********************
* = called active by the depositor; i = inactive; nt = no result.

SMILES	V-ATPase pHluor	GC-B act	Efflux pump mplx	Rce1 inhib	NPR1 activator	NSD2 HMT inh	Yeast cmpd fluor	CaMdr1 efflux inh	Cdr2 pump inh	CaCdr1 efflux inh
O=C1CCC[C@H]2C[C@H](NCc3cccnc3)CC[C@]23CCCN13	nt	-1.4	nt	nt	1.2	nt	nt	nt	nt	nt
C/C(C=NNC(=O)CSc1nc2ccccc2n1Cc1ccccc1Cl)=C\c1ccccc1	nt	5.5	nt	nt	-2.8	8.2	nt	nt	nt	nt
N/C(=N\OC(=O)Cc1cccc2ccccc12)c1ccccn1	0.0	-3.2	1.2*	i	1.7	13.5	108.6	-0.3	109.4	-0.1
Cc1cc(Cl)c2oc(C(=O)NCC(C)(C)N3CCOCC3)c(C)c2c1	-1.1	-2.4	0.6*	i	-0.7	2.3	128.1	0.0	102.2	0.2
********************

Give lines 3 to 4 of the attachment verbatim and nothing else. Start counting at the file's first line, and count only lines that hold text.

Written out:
O=C1CCC[C@H]2C[C@H](NCc3cccnc3)CC[C@]23CCCN13	nt	-1.4	nt	nt	1.2	nt	nt	nt	nt	nt
C/C(C=NNC(=O)CSc1nc2ccccc2n1Cc1ccccc1Cl)=C\c1ccccc1	nt	5.5	nt	nt	-2.8	8.2	nt	nt	nt	nt